For profitable Recreation that Noble French Knight, the Lord de Montaigne, is most excellent, whom though I have not been so much beholding to the French as to se in his Originall; yet divers of his peeces I have seen translated they that understand both languages say very wel done & I am able to say (if you will take the word of Ignorance) translated into a stile admitting as few Idle words as our language will endure. It is well fitted in this new garment, and Montaigne speaks now good English. It is done by a fellow less beholding to nature for his fortune than witte, yet lesser for his face then fortune. The truth is, he lookes more like a good-fellowe then a wise-man, and yet hee is wise beyond either his fortune or education. But his Authour speakes nobly, honestly, and wisely, with little method but with much judgement. Learned he was and often showes it, but with such a happinesse as his owne following is not disgraced by his owne reading. Hee speaks freely and yet wisely, censures and determines many things Judically, and yet forceth you not to attention with a "hem" and a spitting Exordium. In a word hee hath made Morrall Philosophie speake couragiously, and in steede of her gowne, given her an Armour. He hath put Pedanticall Schollerisme out of countenance, and made manifest that learning mingled with Nobilitie shines most clearly.

I haave done with bookes, and now I will sit in judgement upon all those that my memory can readily produce, and it is no presumption. [...]

- From "Essay. 12. Of Censuring"

Considered as proto-blogger, however, Cornwallis holds a number of advantages over either Montaigne or Francis Bacon: he was twenty years old and not particularly talented, intelligent, or knowledgeable. The distinction wasn't lost on him:

I holde neither Plutarche's nor none of those auncient short manner of writings nor Montaigne's nor such of this latter time to bee rightly tearmed Essayes; for though they be short, yet they are strong and able to endure the sharpest tryall. But mine are Essayes, who am but newly bound Prentise to the inquisition of knowledge and use these papers as a Painter's boy a board, that is trying to bring his hand and his fancie acquainted. It is a maner of writing wel befitting undigested motions, or a head not knowing his strength like a circumspect runner trying for a starte, or providence that tastes before she buyes. For it is easier to thinke well then to do well, and no triall to have handsome dapper conceites runne invisibly in a braine but to put them out and then looke upon them. If they proove nothing but wordes, yet they breake not promise with the world, for they say, "But an Essay," like a Scrivenour trying his Pen before he ingrosseth his worke. Nor, to speake plainely, are they more to blame then many other that promise more; for the most that I have yet touched have millions of wordes to the bringing forth one reason; and when a reason is gotten, there is such borrowing it one of another that in a multitude of Bookes, still that conceit, or some issued out of that, appeares so belaboured and worne, as in the ende it is good for nothing but for a Proverbe. When I thinke of the abilities of man, I promise my selfe much out of my reading, but it prooves not so. Time goeth, and I turne leaves; yet still finde my selfe in the state of ignorance; wherefore, I have thought better of honesty then of knowledge. What I may know, I will conuert to that use; and what I write, I meane so, for I will chuse rather to be an honest man then a good Logitian. There was never Art yet that laid so fast hold on me that she might justly call me her servant. I never knew them but superficially, nor, indeed, wil not though I might, for they swallow their subject and make him as Quid saide of himselfe.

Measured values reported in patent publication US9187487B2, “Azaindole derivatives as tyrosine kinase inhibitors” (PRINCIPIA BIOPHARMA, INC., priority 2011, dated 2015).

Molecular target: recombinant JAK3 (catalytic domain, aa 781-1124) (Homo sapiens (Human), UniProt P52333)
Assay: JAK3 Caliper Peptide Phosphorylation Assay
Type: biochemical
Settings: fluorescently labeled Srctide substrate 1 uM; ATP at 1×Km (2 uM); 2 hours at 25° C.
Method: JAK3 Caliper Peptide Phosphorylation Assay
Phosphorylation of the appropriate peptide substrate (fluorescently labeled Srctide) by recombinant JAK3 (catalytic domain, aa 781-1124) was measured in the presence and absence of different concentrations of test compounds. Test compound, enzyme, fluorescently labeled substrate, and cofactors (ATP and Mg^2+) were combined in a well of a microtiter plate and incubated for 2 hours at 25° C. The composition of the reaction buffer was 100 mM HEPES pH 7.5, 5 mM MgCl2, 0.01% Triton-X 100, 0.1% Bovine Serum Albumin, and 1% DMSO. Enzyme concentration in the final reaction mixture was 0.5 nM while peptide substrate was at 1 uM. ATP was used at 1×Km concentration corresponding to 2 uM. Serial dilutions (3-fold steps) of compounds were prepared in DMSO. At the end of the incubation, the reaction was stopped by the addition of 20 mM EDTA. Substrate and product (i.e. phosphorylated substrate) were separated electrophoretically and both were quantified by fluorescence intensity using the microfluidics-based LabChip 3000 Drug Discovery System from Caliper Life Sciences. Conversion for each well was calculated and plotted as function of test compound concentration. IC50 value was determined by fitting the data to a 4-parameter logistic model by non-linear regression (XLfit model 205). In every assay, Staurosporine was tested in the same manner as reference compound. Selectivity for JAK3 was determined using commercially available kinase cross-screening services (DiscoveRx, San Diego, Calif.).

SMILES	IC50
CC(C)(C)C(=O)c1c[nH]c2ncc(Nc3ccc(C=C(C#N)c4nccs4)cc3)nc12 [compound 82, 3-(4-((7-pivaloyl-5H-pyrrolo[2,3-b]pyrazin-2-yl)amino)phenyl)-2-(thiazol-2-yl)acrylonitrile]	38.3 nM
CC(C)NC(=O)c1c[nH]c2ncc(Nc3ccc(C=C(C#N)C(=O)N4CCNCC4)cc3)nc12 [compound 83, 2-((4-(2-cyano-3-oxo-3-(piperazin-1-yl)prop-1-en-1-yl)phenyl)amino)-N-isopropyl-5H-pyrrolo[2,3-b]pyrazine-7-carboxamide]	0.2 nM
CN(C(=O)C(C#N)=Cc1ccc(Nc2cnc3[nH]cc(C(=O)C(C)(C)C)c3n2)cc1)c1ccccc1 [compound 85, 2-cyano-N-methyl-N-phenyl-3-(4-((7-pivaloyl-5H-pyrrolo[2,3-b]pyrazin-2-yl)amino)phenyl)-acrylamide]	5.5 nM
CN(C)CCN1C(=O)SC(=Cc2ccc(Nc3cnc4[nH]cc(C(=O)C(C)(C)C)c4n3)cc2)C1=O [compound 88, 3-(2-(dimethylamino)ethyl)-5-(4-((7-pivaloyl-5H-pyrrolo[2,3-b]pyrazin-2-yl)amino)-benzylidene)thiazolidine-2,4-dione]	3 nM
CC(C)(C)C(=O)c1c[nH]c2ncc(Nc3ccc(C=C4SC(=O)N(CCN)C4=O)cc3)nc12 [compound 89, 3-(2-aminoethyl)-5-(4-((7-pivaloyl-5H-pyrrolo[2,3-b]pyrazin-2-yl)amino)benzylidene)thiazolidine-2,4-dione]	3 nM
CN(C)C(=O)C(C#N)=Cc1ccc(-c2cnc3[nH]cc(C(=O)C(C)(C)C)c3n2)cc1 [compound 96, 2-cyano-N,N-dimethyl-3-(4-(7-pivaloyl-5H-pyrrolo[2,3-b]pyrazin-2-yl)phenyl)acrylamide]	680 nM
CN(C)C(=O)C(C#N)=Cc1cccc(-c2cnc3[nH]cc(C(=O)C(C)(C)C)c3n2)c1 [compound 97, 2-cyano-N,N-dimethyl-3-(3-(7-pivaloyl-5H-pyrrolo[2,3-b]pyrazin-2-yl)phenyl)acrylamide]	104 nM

Quicquid conabar dicere versus erat.

I would earne none of these so dearly as to ty up the minde to thinke onely of one thing; her best power by this meanes is taken from her, for so her circuit is limited to a distance, which should walke universally. Moreover, there growes pride and a selfe opinion out of this, which devours wisdome.

- From "Essay. 45. Of Essaies and Bookes."

His contemporaries took note as well. Cornwallis's one twentieth-century editor Don Cameron Allen, understandably sour retrieved two particularly telling reactions. The first, occasioned by a Parliament speech made by Cornwallis in 1604, was written by a mutual acquaintance to John Donne:

Sir William Cornwally hath taken upon him to answer the Objections against the Union, but they are done so lamely; and, although it seem scarce possible, so much worse then his Book, as (if he were not a kind friend of yours) I would expresse that wonder which I have in my heart, how he keeps himself from the Coat with long sleevs. It is incredible to think, if it were not true, that such simplicity of conceit could not be joyned in him, with so impudent utterance.

The second, answering an inquiry from would-be patron Sir Henry Wotton, was written by Cornwallis's father:

My good Lo: I thanke yow much for soe good a testimony of your love to myne unthrifty and unfortunate sonne. Hee hath spent mee in yt Courte above 5000 £i. And now haveinge geven him 200 £i a yeare more wherewith to live, he turnes his backe to his fortunes. Of all sorts of people I most dispaire of those of his sorte, that are Philosophers in their wordes and fooles in their workes. To God Almightie his mercifull and gracious providence I must leave him.